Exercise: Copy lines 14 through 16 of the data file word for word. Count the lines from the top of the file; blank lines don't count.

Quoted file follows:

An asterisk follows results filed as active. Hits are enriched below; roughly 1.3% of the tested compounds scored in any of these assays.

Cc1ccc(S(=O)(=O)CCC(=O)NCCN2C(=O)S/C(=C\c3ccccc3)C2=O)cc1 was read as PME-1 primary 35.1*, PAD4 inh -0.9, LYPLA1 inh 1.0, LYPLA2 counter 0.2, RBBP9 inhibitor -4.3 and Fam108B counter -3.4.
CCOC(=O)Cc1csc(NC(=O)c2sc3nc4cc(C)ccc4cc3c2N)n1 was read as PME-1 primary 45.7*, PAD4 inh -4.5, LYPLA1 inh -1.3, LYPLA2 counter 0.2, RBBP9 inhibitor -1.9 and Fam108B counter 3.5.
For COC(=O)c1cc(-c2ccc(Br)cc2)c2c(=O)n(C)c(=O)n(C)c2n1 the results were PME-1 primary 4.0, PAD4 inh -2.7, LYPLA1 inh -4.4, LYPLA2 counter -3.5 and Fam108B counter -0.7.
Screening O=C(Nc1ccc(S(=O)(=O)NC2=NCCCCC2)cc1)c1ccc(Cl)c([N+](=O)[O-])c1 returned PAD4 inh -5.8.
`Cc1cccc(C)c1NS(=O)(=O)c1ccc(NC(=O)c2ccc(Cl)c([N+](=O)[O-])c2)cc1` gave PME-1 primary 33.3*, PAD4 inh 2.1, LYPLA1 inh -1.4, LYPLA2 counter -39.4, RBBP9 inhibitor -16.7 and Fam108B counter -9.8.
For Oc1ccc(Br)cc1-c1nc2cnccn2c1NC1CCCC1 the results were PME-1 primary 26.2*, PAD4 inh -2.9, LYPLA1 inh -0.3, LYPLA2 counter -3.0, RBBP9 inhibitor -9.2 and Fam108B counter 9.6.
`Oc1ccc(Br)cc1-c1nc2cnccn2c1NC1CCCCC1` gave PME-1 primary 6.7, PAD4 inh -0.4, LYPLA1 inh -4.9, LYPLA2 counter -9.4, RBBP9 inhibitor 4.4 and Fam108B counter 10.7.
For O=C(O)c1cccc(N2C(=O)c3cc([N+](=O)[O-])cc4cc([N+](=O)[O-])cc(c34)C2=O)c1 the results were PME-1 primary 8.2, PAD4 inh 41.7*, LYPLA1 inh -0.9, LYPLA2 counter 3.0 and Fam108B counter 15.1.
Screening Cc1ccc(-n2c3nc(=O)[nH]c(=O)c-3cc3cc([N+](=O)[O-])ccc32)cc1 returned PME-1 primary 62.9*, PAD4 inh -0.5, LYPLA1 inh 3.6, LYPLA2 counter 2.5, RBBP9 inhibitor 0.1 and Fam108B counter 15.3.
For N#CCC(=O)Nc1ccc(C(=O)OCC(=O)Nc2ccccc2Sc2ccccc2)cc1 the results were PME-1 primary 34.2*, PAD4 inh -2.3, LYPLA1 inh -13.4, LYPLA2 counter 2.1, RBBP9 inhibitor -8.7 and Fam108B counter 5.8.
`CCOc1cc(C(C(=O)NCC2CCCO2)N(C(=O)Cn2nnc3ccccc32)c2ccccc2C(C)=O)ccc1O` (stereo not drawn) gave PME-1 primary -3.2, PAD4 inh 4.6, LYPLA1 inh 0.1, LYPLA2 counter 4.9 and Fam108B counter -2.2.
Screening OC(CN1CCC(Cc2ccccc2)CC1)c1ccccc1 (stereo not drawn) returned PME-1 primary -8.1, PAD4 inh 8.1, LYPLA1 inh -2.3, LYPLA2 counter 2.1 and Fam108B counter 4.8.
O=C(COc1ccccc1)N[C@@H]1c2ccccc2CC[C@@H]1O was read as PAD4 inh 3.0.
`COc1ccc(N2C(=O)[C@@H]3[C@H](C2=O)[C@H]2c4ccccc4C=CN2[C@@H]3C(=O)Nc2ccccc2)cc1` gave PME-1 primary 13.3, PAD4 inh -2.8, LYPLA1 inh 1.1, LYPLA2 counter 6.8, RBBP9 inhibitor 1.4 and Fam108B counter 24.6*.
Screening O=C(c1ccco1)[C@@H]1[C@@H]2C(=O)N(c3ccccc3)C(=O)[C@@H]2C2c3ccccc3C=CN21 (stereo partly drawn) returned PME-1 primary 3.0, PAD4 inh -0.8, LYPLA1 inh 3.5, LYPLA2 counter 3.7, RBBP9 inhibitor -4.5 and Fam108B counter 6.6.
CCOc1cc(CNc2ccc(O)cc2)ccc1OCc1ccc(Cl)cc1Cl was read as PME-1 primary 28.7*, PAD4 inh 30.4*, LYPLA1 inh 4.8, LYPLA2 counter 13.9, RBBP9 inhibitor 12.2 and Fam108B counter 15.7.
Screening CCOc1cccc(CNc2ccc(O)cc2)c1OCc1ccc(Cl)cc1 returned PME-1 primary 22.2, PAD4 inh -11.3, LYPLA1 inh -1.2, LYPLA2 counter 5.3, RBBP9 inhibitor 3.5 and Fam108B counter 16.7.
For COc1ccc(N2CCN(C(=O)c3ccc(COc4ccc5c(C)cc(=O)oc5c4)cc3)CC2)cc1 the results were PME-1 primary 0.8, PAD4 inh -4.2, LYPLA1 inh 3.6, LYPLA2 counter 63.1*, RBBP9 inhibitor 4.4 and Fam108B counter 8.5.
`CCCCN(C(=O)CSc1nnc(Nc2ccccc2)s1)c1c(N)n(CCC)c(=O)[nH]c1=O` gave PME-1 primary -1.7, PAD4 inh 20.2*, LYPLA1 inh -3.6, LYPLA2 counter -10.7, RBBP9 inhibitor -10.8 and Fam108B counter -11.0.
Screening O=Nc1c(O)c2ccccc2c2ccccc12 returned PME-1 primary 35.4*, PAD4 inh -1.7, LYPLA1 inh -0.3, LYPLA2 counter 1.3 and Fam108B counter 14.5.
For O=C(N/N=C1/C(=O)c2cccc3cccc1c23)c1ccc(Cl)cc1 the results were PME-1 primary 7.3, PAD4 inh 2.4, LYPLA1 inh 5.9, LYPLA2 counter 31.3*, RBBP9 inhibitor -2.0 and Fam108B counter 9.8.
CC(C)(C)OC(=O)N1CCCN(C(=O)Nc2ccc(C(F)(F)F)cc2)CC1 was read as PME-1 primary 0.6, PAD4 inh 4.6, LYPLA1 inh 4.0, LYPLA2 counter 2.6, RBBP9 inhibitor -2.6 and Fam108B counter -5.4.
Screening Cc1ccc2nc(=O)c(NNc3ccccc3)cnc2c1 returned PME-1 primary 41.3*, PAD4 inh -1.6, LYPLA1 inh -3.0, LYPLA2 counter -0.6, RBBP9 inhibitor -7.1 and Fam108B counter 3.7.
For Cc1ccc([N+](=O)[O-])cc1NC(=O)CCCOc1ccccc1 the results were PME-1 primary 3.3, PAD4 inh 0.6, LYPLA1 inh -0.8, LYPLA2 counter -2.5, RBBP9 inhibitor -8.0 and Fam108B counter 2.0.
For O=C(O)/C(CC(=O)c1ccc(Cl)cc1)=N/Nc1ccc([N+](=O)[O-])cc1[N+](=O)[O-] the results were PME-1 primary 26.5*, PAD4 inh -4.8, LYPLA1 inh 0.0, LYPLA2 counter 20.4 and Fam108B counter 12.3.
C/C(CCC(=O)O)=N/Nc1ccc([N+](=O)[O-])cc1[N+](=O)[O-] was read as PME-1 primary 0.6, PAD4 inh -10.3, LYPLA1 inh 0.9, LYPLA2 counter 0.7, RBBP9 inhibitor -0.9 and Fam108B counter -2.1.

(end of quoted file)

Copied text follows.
O=C(COc1ccccc1)N[C@@H]1c2ccccc2CC[C@@H]1O was read as PAD4 inh 3.0.
`COc1ccc(N2C(=O)[C@@H]3[C@H](C2=O)[C@H]2c4ccccc4C=CN2[C@@H]3C(=O)Nc2ccccc2)cc1` gave PME-1 primary 13.3, PAD4 inh -2.8, LYPLA1 inh 1.1, LYPLA2 counter 6.8, RBBP9 inhibitor 1.4 and Fam108B counter 24.6*.
Screening O=C(c1ccco1)[C@@H]1[C@@H]2C(=O)N(c3ccccc3)C(=O)[C@@H]2C2c3ccccc3C=CN21 (stereo partly drawn) returned PME-1 primary 3.0, PAD4 inh -0.8, LYPLA1 inh 3.5, LYPLA2 counter 3.7, RBBP9 inhibitor -4.5 and Fam108B counter 6.6.